By ANTHONY TOMMASI
Anna Netrebko in her first performance of the role of Tosca at the Metropolitan Opera on Saturday. Her husband, the tenor Yusif Eyvazov, sang the role of Mario. Credit Sara Krulwich/The New York Times
Anna Netrebko must have felt enormous pressure on Saturday at the Metropolitan Opera when for the first time anywhere she sang the title role of Puccini’s “Tosca.” This is a touchstone of the soprano repertory. Ms. Netrebko, who over many years has been moving from the lighter, bel canto fare into weightier dramatic roles, could have chosen a less prominent stage to try out Tosca.
Ms. Netrebko knew what she was doing. She was a magnificent Tosca. From her first entrance, Ms. Netrebko, one of the opera world’s genuine prima donnas, seemed every bit Puccini’s volatile heroine, an acclaimed diva in the Rome of 1800, seized in the moment with jealous suspicions over her lover, the painter Mario Cavaradossi. As she hurled accusations at Mario — Why was the church door locked? Who were you whispering with? I heard a woman’s rustling skirt! — it took a couple of minutes for Ms. Netrebko’s voice to warm up fully. By the time Tosca, having pushed doubts aside, beguiles Mario into a rendezvous at his villa that night, Ms. Netrebko’s singing was plush, radiant and suffused with romantic yearning.
Her Tosca is a woman used to getting her way. That she loves Mario so deeply rattles her. Having been reassured by Mario’s sweet talk, Tosca, with a touch of mock despair, sings, “You know how to make me love you.” With melting sound and disarming vulnerability, Ms. Netrebko made this crucial line seem especially revealing, a moment of helpless resignation.
It must have lent Ms. Netrebko confidence to have her husband, the Azerbaijan tenor Yusif Eyvazov, singing Mario. (The Met announced this month that Marcelo Álvarez would not sing the role in this six-performance run, specifying no reason.) Mr. Eyvazov is a husky-bodied man with a voice to match. He sings with burly sound touched with a metallic glint. His big top notes have stinging power.
Michael Volle as Scarpia, the police chief of Rome who lusts after Ms. Netrebko’s Tosca. Credit Sara Krulwich/The New York Times
Ms. Netrebko was also fortunate to have the compelling baritone Michael Volle as Scarpia, Rome’s tyrannical police chief. Though Scarpia is a sexual predator who lusts after Tosca, he deploys aristocratic airs to get his way. Mr. Volle deftly modulated his singing, one moment spinning a phrase with seductive allure, the next erupting with chilling power. That Mr. Volle has become a major Wagnerian whose sound has a Germanic, dark cast, lacking typical Italianate warmth, just made him seem more threatening, like an outsider.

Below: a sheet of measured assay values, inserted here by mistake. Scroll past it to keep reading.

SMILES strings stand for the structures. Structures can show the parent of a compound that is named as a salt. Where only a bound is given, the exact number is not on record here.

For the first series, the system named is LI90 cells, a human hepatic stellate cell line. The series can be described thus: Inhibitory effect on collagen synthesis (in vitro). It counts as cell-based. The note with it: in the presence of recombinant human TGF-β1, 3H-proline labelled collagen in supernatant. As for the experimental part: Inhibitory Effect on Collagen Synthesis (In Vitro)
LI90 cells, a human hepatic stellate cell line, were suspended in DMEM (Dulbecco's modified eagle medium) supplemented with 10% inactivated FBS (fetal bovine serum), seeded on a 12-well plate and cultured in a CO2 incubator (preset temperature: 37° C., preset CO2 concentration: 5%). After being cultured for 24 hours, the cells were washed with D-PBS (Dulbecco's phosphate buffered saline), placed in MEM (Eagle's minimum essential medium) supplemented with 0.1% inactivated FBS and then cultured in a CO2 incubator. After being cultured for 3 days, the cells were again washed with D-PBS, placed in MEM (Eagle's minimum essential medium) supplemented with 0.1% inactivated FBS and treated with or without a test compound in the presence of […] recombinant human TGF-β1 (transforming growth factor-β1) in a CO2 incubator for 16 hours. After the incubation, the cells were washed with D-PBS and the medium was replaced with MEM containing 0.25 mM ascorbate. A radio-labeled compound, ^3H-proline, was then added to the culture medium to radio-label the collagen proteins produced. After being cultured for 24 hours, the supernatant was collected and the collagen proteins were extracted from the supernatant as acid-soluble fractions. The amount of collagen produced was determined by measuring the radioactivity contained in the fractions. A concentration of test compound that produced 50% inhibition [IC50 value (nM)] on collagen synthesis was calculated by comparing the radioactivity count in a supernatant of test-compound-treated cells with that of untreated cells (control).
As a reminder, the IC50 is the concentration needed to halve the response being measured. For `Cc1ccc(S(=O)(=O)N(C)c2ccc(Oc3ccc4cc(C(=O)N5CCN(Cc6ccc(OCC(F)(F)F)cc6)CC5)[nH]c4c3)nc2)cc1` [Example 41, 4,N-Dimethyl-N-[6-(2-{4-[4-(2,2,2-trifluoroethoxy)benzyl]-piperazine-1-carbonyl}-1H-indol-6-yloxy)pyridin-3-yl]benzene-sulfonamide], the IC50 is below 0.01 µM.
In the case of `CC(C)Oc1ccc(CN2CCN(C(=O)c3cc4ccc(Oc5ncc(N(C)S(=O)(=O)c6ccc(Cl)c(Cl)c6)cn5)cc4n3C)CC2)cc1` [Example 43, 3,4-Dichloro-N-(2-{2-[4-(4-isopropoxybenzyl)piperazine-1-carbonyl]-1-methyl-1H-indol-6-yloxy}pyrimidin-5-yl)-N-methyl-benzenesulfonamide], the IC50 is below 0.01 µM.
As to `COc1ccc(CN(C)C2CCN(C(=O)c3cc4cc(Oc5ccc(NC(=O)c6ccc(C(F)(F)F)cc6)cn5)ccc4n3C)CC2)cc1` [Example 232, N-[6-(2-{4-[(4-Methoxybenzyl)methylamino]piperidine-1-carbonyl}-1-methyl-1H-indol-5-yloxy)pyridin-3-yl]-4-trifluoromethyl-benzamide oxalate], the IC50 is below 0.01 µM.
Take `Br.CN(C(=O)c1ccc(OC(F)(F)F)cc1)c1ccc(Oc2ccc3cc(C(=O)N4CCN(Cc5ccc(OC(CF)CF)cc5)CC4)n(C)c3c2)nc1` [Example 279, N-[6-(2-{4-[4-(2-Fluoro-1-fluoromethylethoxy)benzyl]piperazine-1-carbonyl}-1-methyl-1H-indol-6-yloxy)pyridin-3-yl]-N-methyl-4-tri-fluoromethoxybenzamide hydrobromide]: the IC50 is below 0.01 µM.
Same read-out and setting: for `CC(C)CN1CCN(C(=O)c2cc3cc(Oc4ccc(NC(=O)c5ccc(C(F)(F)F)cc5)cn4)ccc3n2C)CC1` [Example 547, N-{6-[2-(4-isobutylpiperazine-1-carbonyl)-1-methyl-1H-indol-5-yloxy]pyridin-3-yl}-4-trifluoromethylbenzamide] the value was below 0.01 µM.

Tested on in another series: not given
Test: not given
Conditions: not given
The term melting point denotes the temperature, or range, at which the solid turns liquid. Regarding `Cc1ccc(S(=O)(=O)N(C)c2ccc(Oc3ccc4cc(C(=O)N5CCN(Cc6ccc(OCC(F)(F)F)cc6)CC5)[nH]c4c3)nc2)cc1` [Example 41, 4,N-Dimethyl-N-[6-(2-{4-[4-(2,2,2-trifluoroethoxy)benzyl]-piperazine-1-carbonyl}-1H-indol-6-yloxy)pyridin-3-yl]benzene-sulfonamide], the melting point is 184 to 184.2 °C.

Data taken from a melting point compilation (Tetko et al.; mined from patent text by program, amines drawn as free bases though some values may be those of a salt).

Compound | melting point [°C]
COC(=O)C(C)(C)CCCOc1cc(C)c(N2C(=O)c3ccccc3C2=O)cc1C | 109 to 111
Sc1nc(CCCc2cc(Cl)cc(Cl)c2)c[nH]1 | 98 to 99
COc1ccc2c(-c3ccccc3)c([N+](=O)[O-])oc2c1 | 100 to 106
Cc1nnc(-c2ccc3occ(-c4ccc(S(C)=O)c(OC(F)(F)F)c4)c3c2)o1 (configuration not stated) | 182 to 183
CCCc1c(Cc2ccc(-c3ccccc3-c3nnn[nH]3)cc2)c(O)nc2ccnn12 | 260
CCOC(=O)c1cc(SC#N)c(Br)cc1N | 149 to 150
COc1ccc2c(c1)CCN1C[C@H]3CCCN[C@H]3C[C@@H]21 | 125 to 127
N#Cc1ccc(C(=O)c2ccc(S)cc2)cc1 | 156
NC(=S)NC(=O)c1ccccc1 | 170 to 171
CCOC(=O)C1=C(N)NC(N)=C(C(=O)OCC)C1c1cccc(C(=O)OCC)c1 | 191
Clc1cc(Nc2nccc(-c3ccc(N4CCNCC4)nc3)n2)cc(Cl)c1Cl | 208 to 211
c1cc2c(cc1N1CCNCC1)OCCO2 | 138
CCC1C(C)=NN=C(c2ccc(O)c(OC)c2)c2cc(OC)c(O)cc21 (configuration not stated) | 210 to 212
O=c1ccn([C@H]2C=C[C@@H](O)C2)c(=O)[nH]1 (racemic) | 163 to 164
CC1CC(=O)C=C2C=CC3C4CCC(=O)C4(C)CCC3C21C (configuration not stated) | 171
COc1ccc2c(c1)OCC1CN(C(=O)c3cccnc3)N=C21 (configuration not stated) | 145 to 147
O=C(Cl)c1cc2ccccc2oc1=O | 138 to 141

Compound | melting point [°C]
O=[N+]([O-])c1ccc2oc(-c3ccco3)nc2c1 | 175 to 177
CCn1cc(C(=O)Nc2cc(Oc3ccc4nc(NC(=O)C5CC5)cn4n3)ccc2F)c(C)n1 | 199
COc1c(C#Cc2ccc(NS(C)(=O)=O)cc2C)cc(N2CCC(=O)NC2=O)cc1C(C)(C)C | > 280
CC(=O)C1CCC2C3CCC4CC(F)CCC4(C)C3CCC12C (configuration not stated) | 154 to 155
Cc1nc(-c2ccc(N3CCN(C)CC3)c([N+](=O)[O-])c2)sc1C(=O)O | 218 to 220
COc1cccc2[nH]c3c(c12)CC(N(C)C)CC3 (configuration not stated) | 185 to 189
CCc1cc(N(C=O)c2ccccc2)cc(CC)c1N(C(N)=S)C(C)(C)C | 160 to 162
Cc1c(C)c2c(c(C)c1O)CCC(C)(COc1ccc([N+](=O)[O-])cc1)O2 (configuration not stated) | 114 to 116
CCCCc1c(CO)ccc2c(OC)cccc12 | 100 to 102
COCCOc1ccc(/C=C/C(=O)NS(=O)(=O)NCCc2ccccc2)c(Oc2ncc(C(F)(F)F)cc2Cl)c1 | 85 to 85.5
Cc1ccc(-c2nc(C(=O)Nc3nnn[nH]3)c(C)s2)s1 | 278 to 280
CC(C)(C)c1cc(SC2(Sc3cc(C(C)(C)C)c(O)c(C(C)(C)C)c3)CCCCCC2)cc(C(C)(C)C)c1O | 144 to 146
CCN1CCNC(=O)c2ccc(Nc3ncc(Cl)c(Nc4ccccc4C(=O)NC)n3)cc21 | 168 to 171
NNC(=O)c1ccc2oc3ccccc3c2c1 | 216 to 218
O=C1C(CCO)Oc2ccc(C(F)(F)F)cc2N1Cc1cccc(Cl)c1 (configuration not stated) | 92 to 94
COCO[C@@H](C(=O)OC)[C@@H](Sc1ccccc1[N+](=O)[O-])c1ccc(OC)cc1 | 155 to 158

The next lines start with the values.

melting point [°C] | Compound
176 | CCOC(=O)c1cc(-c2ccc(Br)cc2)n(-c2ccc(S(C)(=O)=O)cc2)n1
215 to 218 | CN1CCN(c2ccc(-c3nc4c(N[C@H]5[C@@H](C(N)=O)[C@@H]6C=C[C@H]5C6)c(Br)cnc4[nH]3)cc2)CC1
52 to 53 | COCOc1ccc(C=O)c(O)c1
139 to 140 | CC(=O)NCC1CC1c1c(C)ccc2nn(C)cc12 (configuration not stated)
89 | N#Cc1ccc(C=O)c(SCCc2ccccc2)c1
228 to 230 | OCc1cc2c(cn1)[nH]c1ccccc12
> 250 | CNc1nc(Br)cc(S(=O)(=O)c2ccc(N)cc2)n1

At first, Tosca proved an easy mark for this cagey Scarpia. Though Ms. Netrebko can be an impetuous singer, I was struck right through her performance by how she melded emotional intensity and musical integrity. When she looked at the suspicious fan, belonging to a woman, that Scarpia had found near Mario’s easel, Ms. Netrebko sang Tosca’s anguished response as a series of clearly defined melodic phrases. Her approach actually enhanced the music’s poignancy, lending Tosca some dignity even as she suspects that Mario has deceived her.
I can’t remember when I’ve seen such a shattering performance of this opera’s harrowing second act. When Mr. Volle’s Scarpia questioned Tosca to find out where Mario had hidden the escaped prisoner Angelotti, Ms. Netrebko’s Tosca proved not just a bad liar but a clueless innocent. Once she realized that Mario had been taken into a side chamber not just to be interrogated but to be tortured, Ms. Netrebko erupted with searing, frenzied horror.
During this #MeToo era, it was hard to watch Scarpia try to ply Tosca with wine, then lay his hands around her exposed neck and admit that her hatred of him was a turn-on. Ms. Netrebko made Tosca’s aria “Vissi d’arte,” sung with arching lyricism and enveloping richness, both a questioning prayer to God and a private moment of soul-searching.
When, seeing no other way out, Tosca stabs Scarpia with a knife, Ms. Netrebko showed us a woman in a moment of existential realization. Even while carrying out the act, you could see disbelief registered on her face and in the tortured motions of her body: Am I actually doing this? Murdering someone?
She and Mr. Eyvazov performed Act III like lovers caught in a daze of confusion, with Tosca trying to convince herself she has found a rescue plan for her lover and Mario looking like he knows the bullets from the firing squad will be real.
The conductor Bertrand de Billy led a coursing, richly detailed and colorful account of the score. David McVicar’s essentially realistic new production was introduced on New Year’s Eve this season and has been much debated, but I hardly thought about it on this night. The entire performance was excellent. But the arrival of a great new Tosca was the big news.